EDITOR'S NOTE: This story was written in response to reader-submitted query through Open Source, a platform where readers can ask Richland Source’s newsroom to investigate a question.
MANSFIELD ─ Park Lanes was built in 1959 and became one of the premier bowling locations in Ohio, with numerous statewide events taking place there over decades of operation.
Those are mere memories today, as demolition at the location has been ongoing. Some, like reader Sharon Urschel, have wonered what will happen at the spot was the former home to the 45,000-square-foot facility.
“What is going to happen once they complete the demolition of Park Lane? Will it become an empty lot or is there plans for something to be built on that land?” she asked the question through the Open Source platform on Richland Source’s website.
The 1410 Park Avenue West address is now owned by 1404 PAW LLC. According to the property report, the company bought the five-acre-parcel about six months ago for $137,500. The owner is Randy Payne, the president of ADENA Corporation.
Kenton Smith, project manager for ADENA, said as of now, the plan is to use the property as a parking lot for the Buckeye Community School, which is next to the parcel. Payne also owns the land where the school sits.
“No plan, as of now, to build anything back on the property,” Smith said.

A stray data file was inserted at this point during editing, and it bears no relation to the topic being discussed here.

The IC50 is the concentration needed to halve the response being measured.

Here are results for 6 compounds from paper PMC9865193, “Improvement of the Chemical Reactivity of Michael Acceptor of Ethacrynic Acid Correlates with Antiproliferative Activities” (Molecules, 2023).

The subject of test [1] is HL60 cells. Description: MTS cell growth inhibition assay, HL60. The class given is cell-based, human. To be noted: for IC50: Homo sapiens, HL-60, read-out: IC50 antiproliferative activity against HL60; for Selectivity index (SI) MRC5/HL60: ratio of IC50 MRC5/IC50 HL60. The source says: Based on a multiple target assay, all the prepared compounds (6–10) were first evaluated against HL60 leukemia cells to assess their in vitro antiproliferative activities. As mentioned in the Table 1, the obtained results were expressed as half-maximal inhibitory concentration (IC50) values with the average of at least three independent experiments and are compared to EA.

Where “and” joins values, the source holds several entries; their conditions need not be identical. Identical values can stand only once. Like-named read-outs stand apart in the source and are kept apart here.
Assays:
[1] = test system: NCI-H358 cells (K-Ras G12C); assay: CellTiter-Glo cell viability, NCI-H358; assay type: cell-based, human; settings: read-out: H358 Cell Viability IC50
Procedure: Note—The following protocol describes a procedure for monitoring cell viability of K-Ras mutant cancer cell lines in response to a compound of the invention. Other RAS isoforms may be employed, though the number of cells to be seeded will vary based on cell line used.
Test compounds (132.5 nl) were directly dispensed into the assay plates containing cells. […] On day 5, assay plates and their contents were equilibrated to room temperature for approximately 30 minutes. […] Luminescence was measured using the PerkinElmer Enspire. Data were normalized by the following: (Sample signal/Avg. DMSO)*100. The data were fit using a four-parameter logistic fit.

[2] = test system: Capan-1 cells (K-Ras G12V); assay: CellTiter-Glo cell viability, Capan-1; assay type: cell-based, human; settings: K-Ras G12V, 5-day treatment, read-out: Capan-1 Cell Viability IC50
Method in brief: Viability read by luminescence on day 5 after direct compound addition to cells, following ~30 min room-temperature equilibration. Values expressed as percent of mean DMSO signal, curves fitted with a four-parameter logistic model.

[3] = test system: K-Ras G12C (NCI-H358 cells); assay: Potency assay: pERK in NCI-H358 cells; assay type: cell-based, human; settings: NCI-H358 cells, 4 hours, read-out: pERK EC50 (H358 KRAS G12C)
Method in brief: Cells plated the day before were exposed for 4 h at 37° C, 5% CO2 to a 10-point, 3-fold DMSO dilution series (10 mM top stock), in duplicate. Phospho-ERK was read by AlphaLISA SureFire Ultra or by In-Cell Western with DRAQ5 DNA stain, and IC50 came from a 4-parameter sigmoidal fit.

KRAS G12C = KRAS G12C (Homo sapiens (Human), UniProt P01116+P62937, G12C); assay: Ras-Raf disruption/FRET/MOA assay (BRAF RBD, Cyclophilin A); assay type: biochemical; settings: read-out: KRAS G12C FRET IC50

Park Lanes was on Mansfield’s Miracle Mile, the section of Park Avenue West between Trimble and Home Roads. The area was full of businesses and traffic back in the 1960s and 1970s.
The city of Mansfield and the community has been trying to bring back the glory. The goal is to create a special improvement district (SID) for the area. According to Downtown Akron Partnership, the SID is a non-profit organization that property owners assess themselves to provide funding for promotion and support to improve the economy. The organization successfully pulled together a 42-block SID in downtown Akron.
Mansfield Economic Development director Tim Bowersock said business and property owners, representatives from the city and Richland Area Chamber and Economic Development were meeting once in a while over the issue before the state locked down in March.
Bowersock said the group hoped to upgrade the property on Park Avenue West, especially the street’s appearance. Everyone agreed that improving the lighting would help. Members also looked forward to more retail businesses coming.
But the project has not made significant progress. Besides the COVID-19 pandemic stopped the community’s meetings, Bowersock said it still needs more property owners to get involved. The expense for the improvement was one reason keeping people from committing to the project.